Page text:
Airplane! (Paramount Presents) – Blu-ray Review
Film Title: Airplane! (1980)
Release Date: 2020
Runtime: 87 minutes
Region Coding: Region Free
Distributor: Paramount Presents
Audio Format: DTS-HD Master Audio 5.1
Aspect Ratio(s): 1.78:1
Version Reviewed: 2020 Paramount Presents Blu-ray
Blu-ray Release Date: 7/21/20
Directors: Jim Abrahams, David Zucker, Jerry Zucker
Cast: Robert Hays, Julie Hagerty, Leslie Nielsen, Lloyd Bridges, Peter Graves, Kareem Abdul-Jabbar, Robert Stack, Lorna Patterson, Stephen Stucker, Joyce Bulifant, Barbara Billingsley, Al White, Norman Alexander Gibbs
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Full Blu-ray Tech Specs at bottom
“Airplane!”, spine number 7 in the Paramount Presents Blu-ray series, was a comedy from 1980. The movie was written & directed by Jim Abrahams, David Zucker, and Jerry Zucker. The guys at that time were best known for writing “The Kentucky Fried Movie” (1977).
Together the three guys would go on to create and write on the TV show “Police Squad!” (1982), as well as write & direct the film spin-offs “The Naked Gun: From the Files of Police Squad!” (1988), “The Naked Gun 2½: The Smell of Fear” (1991), and “Naked Gun 33 1/3: The Final Insult” (1994). The guys would go on to write & direct other films such as “Top Secret!” (1984) and “Ruthless People” (1986).
Jim Abrahams would go on to write & direct the films “Hot Shots!” (1991), “Hot Shots! Part Deux” (1993), and “Mafia!” (1998) on his own. David Zucker, on his own, would go on to direct films like “BASEketball” (1998), “Scary Movie 3” (2003), and “Scary Movie 4” (2006). Jerry Zucker, on his own, would go on to direct films like “Ghost” (1990), “First Knight” (1995), and “Rat Race” (2001).
The story to the film was based on and intended as a spoof on primarily the 1956 Canadian TV movie “Flight Into Danger” and film “Zero Hour!” (1957). For those reasons, the original writers to those hold uncredited roles here as writers for this film it spoofed.
“Airplane!” tells the story of an ex-fighter pilot “Ted Striker” (Robert Hays), who is still in emotional recovery as well has developed a drinking problem (of sorts). Ted’s love (girlfriend) is an airline stewardess “Elaine Dickinson” (Julie Hagerty), and she’s about to take off on a doomed flight that might need the help of a pilot. Let’s just say, just hope you did’t have the fish if you’re on this flight.
The jet is being flown by an interesting named crew. First, there’s the pilot “Captain Clarence Oveur” (Peter Graves), the co-pilot “Roger Murdock” (Kareem Abdul-Jabbar), and finally the navigator “Victor Basta” (Frank Ashmore). Back down on the ground, you’ve got an air traffic controller named “Steve McCroskey” (Lloyd Bridges) and “Captain Rex Kramer” (Robert Stack) that will help the plane when trouble arises. There’s also thankfully a doctor onboard the flight “Dr. Rumack” (Leslie Nielsen) who proves to try to help as bet he can – mostly in the form of comedic relief. Speaking of which, this movie is simply put, a true comedy classic.
Movie Rating: 5 (out of 5)
“Airplane!” on its latest Blu-ray release via this Paramount Presents version, is presented in the 1.78:1 aspect ratio. It’s slightly odd that it’s still in 1.78:1, just as it was on the 2011 Blu-ray debut, despite the fact it was presented originally in 1.85:1 aspect ratio during its theatrical run (according to IMDb). This comes on a BD-50 (50 gigabytes dual-layered) Blu-ray Disc. To get rather a bit technical for a moment here, the film itself is using 24.5 gigabytes itself out of the 34.85 GB total used entirely on the disc.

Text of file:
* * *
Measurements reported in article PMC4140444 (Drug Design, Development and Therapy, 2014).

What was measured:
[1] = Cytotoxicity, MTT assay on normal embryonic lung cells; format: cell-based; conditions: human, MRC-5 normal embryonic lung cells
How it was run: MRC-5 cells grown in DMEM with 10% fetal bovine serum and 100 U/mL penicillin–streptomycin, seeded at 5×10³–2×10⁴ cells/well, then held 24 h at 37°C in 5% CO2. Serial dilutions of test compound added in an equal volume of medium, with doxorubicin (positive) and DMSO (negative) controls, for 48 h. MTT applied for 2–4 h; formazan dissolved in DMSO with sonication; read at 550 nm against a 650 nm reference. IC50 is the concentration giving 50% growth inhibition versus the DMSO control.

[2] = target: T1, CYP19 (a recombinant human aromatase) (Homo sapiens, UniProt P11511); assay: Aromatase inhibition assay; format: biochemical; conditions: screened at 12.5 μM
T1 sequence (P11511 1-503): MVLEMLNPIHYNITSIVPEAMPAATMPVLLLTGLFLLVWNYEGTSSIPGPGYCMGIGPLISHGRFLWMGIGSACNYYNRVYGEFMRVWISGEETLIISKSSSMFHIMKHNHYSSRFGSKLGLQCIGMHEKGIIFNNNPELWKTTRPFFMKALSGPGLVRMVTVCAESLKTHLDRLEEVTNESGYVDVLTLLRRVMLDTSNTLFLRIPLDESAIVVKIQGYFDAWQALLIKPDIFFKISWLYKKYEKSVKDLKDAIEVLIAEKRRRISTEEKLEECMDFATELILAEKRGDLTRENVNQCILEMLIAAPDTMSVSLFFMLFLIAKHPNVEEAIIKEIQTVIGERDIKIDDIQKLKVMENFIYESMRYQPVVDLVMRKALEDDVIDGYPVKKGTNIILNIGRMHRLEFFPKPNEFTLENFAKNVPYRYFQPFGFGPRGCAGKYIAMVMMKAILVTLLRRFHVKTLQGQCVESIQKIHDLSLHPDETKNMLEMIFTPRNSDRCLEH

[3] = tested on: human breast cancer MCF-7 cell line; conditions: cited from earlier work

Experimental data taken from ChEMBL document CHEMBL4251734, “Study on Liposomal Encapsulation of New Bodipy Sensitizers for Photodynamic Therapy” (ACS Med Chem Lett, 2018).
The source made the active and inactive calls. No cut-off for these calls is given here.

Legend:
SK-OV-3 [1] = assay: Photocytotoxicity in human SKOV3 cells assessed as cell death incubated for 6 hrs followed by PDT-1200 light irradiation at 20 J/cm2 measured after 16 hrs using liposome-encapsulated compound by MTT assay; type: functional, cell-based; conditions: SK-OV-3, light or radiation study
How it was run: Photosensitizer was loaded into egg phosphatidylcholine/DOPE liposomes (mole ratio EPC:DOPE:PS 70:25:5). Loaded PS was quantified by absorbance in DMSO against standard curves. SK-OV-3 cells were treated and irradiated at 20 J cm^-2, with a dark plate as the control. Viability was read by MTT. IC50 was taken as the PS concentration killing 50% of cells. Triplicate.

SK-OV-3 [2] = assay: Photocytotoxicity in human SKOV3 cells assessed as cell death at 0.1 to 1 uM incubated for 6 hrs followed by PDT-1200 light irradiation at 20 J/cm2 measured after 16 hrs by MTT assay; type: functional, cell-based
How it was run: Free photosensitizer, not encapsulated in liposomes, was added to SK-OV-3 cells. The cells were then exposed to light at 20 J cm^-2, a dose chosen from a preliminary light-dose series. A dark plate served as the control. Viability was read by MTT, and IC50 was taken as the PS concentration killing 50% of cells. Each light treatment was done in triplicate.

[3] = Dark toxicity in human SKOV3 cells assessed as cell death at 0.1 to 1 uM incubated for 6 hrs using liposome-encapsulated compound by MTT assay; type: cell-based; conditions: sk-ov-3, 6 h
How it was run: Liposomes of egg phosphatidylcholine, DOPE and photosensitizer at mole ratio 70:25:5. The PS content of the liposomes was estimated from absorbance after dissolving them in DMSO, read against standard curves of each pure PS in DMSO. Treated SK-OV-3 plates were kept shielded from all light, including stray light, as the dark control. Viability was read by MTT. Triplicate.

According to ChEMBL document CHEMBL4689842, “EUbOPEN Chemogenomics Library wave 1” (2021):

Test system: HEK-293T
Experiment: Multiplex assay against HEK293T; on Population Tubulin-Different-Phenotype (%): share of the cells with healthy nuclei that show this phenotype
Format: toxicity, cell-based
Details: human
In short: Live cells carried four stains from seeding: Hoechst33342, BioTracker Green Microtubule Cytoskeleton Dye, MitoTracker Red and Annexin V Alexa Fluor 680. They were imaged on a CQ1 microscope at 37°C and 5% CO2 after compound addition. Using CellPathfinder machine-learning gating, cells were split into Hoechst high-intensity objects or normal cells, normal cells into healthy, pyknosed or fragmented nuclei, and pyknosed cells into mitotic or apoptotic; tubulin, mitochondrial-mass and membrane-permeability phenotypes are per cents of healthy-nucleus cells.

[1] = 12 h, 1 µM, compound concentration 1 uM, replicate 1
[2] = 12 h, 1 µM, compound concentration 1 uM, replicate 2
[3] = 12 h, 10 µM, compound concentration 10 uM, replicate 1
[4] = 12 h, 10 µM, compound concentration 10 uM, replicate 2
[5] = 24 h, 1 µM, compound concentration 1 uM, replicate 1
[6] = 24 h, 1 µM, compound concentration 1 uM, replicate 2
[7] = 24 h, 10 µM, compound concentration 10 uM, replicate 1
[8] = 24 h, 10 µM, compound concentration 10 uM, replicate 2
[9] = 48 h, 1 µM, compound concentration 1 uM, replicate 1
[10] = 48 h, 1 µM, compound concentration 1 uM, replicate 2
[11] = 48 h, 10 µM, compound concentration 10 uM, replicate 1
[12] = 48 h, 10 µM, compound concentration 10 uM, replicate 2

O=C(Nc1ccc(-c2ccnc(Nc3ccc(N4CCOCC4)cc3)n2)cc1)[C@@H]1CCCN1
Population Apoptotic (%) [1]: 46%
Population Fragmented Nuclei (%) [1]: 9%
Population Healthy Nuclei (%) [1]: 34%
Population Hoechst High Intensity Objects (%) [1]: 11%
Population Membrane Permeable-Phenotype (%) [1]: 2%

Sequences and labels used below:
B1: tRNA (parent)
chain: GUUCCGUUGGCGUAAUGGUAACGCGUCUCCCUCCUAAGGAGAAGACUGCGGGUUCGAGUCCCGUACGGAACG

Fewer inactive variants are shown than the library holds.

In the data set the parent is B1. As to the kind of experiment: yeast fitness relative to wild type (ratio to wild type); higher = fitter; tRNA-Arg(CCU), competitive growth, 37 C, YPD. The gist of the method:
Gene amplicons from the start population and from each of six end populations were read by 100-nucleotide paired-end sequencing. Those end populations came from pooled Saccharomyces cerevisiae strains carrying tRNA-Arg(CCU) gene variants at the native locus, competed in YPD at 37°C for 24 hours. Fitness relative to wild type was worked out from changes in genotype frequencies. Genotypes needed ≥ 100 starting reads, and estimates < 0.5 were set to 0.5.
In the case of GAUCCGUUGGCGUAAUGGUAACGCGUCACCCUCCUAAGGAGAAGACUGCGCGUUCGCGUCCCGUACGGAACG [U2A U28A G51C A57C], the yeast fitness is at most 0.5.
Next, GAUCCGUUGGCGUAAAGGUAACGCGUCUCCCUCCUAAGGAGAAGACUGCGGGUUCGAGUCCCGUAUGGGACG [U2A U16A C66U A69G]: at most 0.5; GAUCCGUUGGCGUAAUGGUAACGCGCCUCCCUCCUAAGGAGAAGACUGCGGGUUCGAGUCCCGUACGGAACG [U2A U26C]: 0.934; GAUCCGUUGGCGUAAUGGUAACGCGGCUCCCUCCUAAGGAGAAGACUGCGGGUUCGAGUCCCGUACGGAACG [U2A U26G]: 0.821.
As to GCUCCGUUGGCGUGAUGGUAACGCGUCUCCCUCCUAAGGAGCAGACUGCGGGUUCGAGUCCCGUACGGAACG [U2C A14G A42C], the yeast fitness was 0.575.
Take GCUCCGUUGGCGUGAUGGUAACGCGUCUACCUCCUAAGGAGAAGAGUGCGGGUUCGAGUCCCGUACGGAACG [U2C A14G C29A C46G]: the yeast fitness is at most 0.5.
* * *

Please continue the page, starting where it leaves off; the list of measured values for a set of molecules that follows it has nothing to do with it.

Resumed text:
This was shot on 35mm film using Panavision Panaflex cameras with spherical lenses. The movie has received a new 4K scan and remaster that was actually supervised by the film’s three directors including Jerry Zucker, his brother David Zucker, and Jim Abrahams. Fun fact: Jerry Zucker had just worked with the studio supervising another one his own films that also received the same treatment and that was “Ghost” (1990), which turned out great.
This is no exception to the other film mentioned above, as it looks admittedly the best that I have ever seen the movie look. That being said, I can’t help but applaud all of the touch-up work on dirt, debris, and whatnot, as well as the color correction. There’s also a bit more emphasized amount of film grain visible here throughout the movie than you saw before on the 2011 Blu-ray. I’ll use some side-by-side screenshot comparisons here to illustrate what I’m talking about a bit. For instance, you’ll notice how much of the dirt has been cleaned up from the very opening titles of the movie — namely its logo (as seen below). Then, there are scenes that in comparison in terms of color show more accurate representation, sharper detail, more emphasized shadows (at times), and again accuracy in the form of skin tones. Plus, things just seem brighter and in a great way.
Overall, this director supervised new 4K scan, and the remaster of the film looks remarkably different at times, but in a great way. There’s more detail that I ever saw on the previous release in some facial close-up shots and it all really just looks perfect. That said, this earns itself a 5 rating for video quality and is (again) the best that this movie (in my opinion) has ever looked. Paramount really did a great job here on the video presentation. All of that work shows off from the new 4K scan even in just 1080p HD video quality. I can only imagine how great this would look if it would get a 4K UHD Blu-ray release at a later point. NOTE: This movie is actually available in 4K, but oddly enough, only digitally via Apple’s iTunes.
Video Quality Rating: 5 (out of 5)
Audio here, on the Paramount Presents Blu-ray of Airplane! is presented in DTS-HD Master Audio 5.1 (with a DTS 5.1 core).
This comes in a DTS-HD Master Audio 5.1 presentation, just as was featured on the original 2011 Blu-ray release. However, is it the exact same 5.1 mix or has it been remixed? Well, let’s see. First off, let us note that during its original 1980 theatrical release (IMDb lists) that this film received a 4-track Stereo mix, so this has been originally remixed to make for a 5.1 surround mix, to begin with. So, its source material makes for actually a good 5.1 configuration remix, as it can try to fill the room again like it did originally with 4 speakers. Whereas now, it’s just six speakers.